A vaccine has been the elusive holy grail of HIV treatments. Back in 1984, U.S. Health and Human Services Secretary Margaret Heckler famously suggested that a vaccine for AIDS would be available within two years.
However, nearly three decades later, the closest that researchers have come to that goal is RV 144, an HIV vaccine which showed promising results in a clinical trial between 2003 and 2009 in Thailand.
The initial study of RV 144 showed that patients given the vaccine had a 31.2% lower rate of infection than those given a placebo. More specifically, 51 out of 8,197 volunteers given the vaccine contracted HIV, compared to 74 who were given the placebo. However, considering the size of the trial group, it's difficult to determine if the vaccine had any effect all.
According to the original study, there was only a 4% chance that the vaccine was not effective, but a 2011 study conducted at Duke University determined that there was actually a 29% chance that it was not effective. Nevertheless, RV 144 is still considered a suitable candidate for large scale research.
Inovio Pharmaceuticals' next-generation vaccines are also worth keeping an eye on. The company has an extremely promising pipeline full of vaccines for cancer, hepatitis B and C, malaria, and HIV.
Inovio's approach is special because it uses two new technologies -- electroporation, which delivers the vaccine through brief electric pulses, and synthetic DNA, which is designed to stimulate an immune system response. It is currently working on three HIV vaccines:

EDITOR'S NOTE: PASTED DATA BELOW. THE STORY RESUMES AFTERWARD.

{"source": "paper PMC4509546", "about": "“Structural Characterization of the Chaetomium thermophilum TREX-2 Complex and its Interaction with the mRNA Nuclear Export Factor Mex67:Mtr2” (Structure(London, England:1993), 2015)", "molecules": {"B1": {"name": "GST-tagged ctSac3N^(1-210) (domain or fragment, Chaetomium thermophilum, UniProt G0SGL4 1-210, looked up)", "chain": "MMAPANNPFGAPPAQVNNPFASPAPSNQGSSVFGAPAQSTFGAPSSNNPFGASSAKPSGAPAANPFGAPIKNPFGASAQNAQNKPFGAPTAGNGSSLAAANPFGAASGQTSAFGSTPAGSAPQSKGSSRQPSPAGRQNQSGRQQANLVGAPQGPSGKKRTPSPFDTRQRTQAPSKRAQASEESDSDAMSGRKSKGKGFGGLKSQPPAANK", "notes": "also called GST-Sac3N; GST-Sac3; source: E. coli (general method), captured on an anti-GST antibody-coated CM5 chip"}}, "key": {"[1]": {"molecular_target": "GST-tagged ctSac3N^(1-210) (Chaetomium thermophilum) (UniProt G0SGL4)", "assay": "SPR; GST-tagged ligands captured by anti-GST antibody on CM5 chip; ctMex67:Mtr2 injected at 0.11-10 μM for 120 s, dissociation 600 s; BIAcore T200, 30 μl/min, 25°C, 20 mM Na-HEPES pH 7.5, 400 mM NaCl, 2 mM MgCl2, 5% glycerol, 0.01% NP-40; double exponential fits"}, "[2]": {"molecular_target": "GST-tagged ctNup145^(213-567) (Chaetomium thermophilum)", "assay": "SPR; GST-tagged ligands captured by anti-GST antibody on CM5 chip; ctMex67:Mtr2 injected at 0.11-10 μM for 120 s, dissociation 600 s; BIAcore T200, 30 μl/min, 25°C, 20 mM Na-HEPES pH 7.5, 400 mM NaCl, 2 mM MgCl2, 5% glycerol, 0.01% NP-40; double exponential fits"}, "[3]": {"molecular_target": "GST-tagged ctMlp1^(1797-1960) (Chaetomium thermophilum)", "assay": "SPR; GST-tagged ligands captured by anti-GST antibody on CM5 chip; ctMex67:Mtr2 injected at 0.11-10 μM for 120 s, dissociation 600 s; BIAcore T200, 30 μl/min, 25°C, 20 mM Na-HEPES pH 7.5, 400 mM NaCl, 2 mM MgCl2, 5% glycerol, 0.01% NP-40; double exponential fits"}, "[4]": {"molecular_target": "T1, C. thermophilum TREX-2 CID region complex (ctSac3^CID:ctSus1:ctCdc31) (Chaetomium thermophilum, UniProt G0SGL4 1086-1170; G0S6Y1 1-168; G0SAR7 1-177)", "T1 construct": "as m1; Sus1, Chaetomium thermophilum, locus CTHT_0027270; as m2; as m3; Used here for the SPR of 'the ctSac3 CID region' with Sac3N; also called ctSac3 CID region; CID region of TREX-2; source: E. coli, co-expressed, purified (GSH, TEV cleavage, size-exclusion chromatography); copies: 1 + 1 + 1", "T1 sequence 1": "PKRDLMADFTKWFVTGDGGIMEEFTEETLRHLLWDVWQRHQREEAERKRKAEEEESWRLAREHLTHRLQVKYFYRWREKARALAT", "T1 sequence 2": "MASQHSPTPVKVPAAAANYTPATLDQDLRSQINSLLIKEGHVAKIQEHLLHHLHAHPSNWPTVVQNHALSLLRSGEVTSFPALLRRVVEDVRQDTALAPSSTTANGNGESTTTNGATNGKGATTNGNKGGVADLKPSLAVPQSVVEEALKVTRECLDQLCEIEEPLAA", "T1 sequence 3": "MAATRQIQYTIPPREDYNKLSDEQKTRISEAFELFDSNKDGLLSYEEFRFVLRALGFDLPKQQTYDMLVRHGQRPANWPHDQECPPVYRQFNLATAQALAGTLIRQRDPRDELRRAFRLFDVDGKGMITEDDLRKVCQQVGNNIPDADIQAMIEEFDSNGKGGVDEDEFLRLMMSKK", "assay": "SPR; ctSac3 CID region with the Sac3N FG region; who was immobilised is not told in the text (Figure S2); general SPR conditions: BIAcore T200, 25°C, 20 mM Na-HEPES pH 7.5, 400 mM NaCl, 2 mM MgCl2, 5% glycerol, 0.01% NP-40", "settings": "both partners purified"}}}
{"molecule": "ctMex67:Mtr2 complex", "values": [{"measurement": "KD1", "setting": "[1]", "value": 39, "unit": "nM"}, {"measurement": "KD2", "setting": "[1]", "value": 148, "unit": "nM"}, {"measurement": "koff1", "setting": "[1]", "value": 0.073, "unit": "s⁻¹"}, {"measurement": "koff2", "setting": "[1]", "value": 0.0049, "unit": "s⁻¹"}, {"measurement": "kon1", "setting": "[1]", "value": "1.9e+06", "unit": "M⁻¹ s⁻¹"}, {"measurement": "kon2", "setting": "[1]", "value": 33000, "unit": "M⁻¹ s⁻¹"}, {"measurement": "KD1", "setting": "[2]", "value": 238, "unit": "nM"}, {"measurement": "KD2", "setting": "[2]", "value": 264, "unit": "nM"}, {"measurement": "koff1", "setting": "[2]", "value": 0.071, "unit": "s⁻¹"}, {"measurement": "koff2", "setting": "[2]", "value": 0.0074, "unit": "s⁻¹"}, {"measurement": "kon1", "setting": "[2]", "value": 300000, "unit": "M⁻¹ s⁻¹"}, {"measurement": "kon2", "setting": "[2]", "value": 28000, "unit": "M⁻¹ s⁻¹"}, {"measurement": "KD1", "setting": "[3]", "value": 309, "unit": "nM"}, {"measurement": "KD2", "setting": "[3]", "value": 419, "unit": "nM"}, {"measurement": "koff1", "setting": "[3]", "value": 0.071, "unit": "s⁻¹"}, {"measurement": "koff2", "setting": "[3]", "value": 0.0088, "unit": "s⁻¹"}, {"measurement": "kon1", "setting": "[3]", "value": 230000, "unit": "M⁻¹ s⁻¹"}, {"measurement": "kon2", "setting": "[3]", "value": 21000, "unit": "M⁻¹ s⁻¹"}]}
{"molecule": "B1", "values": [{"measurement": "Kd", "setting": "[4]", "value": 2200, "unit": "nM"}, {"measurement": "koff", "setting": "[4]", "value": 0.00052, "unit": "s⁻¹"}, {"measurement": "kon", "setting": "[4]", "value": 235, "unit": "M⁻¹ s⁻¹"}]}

Strains in North America and Europe
2 Phase 1 studies (infected and non-infected) completed
Collaboration with U.S. Military HIV Research Program
Phase 1 study initiated by U.S. Military HIV Research Program
Strains in Africa and Asia
Plans to initiate a phase 1 trial in the first half of 2014
Although all three vaccines are still in early stage trials, Inovio's method of stimulating an immune system response via synthetic DNA could be a promising new approach to treating HIV. Most importantly, they are being tested as preventative and therapeutic vaccines, meaning that they could be used to treat both non-infected and infected patients.
The Foolish takeaway
Looking ahead into 2014, convenient combination treatments like Gilead's Stribild could substantially improve the daily lives of patients. In addition, newer integrase inhibitors like Isentress and Tivicay could chip away at the dominance of Viread-based drugs.
HIV vaccines, now nearly three decades overdue, could eventually arrive as well. RV 144 and Inovio's HIV vaccines are two promising projects which could eventually save millions of lives and render HIV cocktail drugs from Gilead and ViiV Healthcare obsolete.
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The article A Year-End Look At HIV Treatments in 2013 originally appeared on Fool.com.Fool contributor Leo Sun has no position in any stocks mentioned. The Motley Fool recommends Gilead Sciences. Try any of our Foolish newsletter services free for 30 days. We Fools may not all hold the same opinions, but we all believe that considering a diverse range of insights makes us better investors. The Motley Fool has a disclosure policy.